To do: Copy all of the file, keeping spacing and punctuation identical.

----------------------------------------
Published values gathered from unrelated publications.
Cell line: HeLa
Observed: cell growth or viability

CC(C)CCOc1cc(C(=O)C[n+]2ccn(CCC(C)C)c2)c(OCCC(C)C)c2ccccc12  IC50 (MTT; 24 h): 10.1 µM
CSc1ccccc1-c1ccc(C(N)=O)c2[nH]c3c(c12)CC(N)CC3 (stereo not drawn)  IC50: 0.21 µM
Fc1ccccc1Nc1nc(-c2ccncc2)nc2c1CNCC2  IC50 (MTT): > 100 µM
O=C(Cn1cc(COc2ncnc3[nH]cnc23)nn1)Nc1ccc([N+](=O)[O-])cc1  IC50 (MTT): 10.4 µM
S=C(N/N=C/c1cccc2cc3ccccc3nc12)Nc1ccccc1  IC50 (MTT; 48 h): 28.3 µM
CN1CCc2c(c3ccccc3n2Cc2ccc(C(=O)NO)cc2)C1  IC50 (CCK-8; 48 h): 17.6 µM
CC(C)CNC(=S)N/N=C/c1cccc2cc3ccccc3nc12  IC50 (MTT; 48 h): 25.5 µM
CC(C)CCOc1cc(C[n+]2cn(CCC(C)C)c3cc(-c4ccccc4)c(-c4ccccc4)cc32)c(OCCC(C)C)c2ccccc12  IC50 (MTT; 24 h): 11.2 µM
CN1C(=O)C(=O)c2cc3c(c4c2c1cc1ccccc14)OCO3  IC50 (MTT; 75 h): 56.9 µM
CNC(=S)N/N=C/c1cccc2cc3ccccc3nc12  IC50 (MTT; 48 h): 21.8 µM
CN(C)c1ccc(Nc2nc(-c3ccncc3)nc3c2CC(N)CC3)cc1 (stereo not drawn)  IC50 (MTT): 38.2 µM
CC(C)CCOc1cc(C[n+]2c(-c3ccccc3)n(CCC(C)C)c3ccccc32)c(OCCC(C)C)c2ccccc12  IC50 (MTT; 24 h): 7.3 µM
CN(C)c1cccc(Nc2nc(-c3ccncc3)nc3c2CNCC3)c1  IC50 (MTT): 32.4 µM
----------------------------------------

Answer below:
Published values gathered from unrelated publications.
Cell line: HeLa
Observed: cell growth or viability

CC(C)CCOc1cc(C(=O)C[n+]2ccn(CCC(C)C)c2)c(OCCC(C)C)c2ccccc12  IC50 (MTT; 24 h): 10.1 µM
CSc1ccccc1-c1ccc(C(N)=O)c2[nH]c3c(c12)CC(N)CC3 (stereo not drawn)  IC50: 0.21 µM
Fc1ccccc1Nc1nc(-c2ccncc2)nc2c1CNCC2  IC50 (MTT): > 100 µM
O=C(Cn1cc(COc2ncnc3[nH]cnc23)nn1)Nc1ccc([N+](=O)[O-])cc1  IC50 (MTT): 10.4 µM
S=C(N/N=C/c1cccc2cc3ccccc3nc12)Nc1ccccc1  IC50 (MTT; 48 h): 28.3 µM
CN1CCc2c(c3ccccc3n2Cc2ccc(C(=O)NO)cc2)C1  IC50 (CCK-8; 48 h): 17.6 µM
CC(C)CNC(=S)N/N=C/c1cccc2cc3ccccc3nc12  IC50 (MTT; 48 h): 25.5 µM
CC(C)CCOc1cc(C[n+]2cn(CCC(C)C)c3cc(-c4ccccc4)c(-c4ccccc4)cc32)c(OCCC(C)C)c2ccccc12  IC50 (MTT; 24 h): 11.2 µM
CN1C(=O)C(=O)c2cc3c(c4c2c1cc1ccccc14)OCO3  IC50 (MTT; 75 h): 56.9 µM
CNC(=S)N/N=C/c1cccc2cc3ccccc3nc12  IC50 (MTT; 48 h): 21.8 µM
CN(C)c1ccc(Nc2nc(-c3ccncc3)nc3c2CC(N)CC3)cc1 (stereo not drawn)  IC50 (MTT): 38.2 µM
CC(C)CCOc1cc(C[n+]2c(-c3ccccc3)n(CCC(C)C)c3ccccc32)c(OCCC(C)C)c2ccccc12  IC50 (MTT; 24 h): 7.3 µM
CN(C)c1cccc(Nc2nc(-c3ccncc3)nc3c2CNCC3)c1  IC50 (MTT): 32.4 µM